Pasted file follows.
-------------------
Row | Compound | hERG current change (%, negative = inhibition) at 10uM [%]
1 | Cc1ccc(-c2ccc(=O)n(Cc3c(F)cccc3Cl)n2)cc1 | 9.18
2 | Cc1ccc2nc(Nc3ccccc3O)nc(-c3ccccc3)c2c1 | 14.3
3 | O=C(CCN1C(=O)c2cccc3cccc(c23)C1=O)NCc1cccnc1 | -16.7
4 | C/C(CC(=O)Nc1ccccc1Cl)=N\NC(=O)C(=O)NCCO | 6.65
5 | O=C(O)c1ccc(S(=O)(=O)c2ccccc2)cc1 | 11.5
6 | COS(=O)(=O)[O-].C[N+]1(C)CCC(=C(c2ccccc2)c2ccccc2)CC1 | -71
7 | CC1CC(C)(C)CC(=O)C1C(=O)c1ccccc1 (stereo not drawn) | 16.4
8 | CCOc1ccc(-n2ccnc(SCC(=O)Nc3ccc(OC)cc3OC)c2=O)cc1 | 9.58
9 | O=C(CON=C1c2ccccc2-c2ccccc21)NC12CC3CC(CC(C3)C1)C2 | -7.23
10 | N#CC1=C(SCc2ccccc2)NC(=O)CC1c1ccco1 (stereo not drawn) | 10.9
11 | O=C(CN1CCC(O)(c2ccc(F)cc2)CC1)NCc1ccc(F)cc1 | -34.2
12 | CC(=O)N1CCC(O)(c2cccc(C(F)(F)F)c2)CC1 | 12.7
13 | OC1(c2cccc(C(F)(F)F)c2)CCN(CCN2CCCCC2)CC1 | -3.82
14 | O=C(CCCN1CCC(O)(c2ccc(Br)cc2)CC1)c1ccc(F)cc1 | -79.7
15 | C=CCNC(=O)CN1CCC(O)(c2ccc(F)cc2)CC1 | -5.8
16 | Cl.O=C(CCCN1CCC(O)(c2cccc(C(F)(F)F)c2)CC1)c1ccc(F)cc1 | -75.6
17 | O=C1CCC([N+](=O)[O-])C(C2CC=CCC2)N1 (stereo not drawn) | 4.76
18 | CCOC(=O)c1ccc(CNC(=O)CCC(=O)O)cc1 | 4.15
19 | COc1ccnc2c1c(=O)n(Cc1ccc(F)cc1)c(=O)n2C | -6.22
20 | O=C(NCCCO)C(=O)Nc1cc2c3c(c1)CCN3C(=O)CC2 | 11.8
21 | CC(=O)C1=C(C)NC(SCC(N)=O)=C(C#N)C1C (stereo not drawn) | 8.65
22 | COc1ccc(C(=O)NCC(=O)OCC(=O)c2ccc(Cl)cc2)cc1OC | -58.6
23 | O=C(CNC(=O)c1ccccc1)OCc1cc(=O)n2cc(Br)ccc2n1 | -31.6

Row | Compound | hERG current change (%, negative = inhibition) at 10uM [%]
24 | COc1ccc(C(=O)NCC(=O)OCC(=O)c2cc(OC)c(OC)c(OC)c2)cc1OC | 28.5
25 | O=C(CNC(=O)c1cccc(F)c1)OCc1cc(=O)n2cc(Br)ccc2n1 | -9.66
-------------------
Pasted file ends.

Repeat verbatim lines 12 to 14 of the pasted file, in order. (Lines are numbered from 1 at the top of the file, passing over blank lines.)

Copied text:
11 | O=C(CN1CCC(O)(c2ccc(F)cc2)CC1)NCc1ccc(F)cc1 | -34.2
12 | CC(=O)N1CCC(O)(c2cccc(C(F)(F)F)c2)CC1 | 12.7
13 | OC1(c2cccc(C(F)(F)F)c2)CCN(CCN2CCCCC2)CC1 | -3.82